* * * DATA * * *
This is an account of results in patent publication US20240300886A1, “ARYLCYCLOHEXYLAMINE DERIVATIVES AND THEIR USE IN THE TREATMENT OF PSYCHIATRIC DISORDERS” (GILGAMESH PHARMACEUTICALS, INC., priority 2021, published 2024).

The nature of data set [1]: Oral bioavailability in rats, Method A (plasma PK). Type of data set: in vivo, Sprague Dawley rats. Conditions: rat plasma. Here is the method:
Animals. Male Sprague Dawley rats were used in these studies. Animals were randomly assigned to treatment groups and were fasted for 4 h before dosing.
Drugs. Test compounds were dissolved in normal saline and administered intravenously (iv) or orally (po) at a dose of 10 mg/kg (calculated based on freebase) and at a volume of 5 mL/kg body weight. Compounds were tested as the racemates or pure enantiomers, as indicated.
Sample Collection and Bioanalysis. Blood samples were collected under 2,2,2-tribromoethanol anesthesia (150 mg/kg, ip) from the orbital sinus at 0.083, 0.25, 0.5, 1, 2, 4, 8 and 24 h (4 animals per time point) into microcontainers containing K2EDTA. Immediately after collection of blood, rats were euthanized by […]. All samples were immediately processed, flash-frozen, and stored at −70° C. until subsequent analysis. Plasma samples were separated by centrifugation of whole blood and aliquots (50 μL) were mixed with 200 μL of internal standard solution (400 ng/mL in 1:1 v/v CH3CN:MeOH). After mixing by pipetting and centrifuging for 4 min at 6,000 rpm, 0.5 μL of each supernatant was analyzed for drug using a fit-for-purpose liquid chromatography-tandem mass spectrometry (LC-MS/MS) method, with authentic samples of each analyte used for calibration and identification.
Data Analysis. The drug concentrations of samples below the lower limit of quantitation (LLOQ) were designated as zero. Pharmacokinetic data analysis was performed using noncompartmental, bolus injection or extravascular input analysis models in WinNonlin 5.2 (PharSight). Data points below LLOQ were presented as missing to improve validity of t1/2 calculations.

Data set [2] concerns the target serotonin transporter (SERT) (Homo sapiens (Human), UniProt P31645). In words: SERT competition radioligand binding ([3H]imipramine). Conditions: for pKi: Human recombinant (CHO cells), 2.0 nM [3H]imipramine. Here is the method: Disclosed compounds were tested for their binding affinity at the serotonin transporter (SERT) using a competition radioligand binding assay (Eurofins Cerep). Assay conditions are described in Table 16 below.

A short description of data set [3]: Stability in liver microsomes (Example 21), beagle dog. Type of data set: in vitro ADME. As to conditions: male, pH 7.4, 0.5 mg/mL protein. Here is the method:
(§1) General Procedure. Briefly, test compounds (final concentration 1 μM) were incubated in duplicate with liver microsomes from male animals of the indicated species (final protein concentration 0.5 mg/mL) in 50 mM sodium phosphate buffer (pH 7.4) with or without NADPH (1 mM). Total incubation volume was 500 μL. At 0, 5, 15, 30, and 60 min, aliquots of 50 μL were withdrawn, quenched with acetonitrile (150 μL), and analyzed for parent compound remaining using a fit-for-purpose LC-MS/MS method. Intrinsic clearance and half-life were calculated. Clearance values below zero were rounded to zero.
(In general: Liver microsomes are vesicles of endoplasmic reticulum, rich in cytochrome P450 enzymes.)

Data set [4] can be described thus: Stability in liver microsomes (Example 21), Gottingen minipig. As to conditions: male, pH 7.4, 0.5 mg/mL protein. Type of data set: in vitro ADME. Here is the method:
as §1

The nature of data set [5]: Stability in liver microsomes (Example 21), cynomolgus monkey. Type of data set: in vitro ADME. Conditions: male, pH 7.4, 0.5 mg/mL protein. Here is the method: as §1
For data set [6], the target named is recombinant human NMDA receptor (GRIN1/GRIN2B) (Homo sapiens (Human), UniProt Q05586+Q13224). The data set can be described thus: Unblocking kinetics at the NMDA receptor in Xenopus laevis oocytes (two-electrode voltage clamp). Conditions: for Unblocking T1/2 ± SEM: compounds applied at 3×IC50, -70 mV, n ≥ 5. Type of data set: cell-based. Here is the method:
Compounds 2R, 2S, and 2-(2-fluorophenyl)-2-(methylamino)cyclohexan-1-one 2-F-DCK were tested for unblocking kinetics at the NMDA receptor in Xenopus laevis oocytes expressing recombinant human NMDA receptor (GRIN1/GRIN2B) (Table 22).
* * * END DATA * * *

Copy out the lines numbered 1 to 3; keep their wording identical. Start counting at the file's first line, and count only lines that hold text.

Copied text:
This is an account of results in patent publication US20240300886A1, “ARYLCYCLOHEXYLAMINE DERIVATIVES AND THEIR USE IN THE TREATMENT OF PSYCHIATRIC DISORDERS” (GILGAMESH PHARMACEUTICALS, INC., priority 2021, published 2024).

The nature of data set [1]: Oral bioavailability in rats, Method A (plasma PK). Type of data set: in vivo, Sprague Dawley rats. Conditions: rat plasma. Here is the method:
Animals. Male Sprague Dawley rats were used in these studies. Animals were randomly assigned to treatment groups and were fasted for 4 h before dosing.